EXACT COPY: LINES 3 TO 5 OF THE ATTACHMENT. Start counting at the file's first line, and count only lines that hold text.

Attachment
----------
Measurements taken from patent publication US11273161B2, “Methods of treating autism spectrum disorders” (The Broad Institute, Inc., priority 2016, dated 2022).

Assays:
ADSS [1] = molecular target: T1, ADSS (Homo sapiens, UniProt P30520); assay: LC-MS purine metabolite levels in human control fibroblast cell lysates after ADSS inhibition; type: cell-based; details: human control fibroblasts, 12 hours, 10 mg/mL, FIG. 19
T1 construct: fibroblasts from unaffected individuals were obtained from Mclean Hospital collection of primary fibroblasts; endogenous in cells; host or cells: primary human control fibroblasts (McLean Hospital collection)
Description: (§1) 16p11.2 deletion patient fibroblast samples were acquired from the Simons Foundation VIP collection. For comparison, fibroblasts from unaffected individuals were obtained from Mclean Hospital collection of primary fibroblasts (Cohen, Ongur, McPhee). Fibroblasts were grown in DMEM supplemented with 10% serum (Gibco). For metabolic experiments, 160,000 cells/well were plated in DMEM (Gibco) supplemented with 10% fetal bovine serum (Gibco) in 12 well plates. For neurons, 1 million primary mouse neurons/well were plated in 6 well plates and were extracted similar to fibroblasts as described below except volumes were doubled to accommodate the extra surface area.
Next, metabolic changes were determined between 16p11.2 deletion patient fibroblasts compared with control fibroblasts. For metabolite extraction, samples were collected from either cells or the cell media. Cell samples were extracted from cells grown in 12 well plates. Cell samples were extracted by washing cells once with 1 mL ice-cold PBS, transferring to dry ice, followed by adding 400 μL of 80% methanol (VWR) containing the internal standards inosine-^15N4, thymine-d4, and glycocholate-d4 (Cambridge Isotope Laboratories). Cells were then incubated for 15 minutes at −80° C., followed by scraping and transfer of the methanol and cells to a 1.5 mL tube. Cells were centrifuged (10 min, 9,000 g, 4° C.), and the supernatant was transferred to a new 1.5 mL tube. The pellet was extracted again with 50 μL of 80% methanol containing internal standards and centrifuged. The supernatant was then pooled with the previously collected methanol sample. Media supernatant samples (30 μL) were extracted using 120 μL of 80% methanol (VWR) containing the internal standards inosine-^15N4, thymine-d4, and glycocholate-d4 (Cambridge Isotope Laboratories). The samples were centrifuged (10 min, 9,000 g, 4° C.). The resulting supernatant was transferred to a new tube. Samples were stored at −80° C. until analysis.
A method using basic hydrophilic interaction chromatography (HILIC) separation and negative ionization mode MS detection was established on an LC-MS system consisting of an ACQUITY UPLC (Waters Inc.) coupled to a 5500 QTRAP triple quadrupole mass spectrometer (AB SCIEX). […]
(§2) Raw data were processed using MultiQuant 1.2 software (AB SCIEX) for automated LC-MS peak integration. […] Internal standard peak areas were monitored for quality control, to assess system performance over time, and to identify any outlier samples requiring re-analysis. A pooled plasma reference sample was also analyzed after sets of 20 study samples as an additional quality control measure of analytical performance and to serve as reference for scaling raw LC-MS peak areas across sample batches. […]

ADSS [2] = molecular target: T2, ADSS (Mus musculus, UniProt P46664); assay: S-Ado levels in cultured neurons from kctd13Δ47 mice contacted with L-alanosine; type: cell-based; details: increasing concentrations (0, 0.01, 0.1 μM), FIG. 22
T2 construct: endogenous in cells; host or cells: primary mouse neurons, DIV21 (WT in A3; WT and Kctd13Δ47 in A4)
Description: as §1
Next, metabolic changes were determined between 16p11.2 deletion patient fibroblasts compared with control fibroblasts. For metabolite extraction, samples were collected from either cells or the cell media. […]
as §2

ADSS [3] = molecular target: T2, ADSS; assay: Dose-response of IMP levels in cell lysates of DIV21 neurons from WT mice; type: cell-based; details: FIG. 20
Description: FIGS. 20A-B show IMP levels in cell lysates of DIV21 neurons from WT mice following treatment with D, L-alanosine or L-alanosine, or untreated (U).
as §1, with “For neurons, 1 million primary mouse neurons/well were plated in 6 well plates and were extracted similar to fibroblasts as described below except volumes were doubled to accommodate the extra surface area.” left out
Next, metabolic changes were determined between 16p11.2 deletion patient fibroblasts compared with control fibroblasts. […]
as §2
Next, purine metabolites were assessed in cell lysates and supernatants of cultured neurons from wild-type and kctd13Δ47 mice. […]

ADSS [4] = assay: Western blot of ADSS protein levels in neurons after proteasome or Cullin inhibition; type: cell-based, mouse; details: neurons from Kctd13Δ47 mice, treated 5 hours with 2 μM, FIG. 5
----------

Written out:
ADSS [1] = molecular target: T1, ADSS (Homo sapiens, UniProt P30520); assay: LC-MS purine metabolite levels in human control fibroblast cell lysates after ADSS inhibition; type: cell-based; details: human control fibroblasts, 12 hours, 10 mg/mL, FIG. 19
T1 construct: fibroblasts from unaffected individuals were obtained from Mclean Hospital collection of primary fibroblasts; endogenous in cells; host or cells: primary human control fibroblasts (McLean Hospital collection)
Description: (§1) 16p11.2 deletion patient fibroblast samples were acquired from the Simons Foundation VIP collection. For comparison, fibroblasts from unaffected individuals were obtained from Mclean Hospital collection of primary fibroblasts (Cohen, Ongur, McPhee). Fibroblasts were grown in DMEM supplemented with 10% serum (Gibco). For metabolic experiments, 160,000 cells/well were plated in DMEM (Gibco) supplemented with 10% fetal bovine serum (Gibco) in 12 well plates. For neurons, 1 million primary mouse neurons/well were plated in 6 well plates and were extracted similar to fibroblasts as described below except volumes were doubled to accommodate the extra surface area.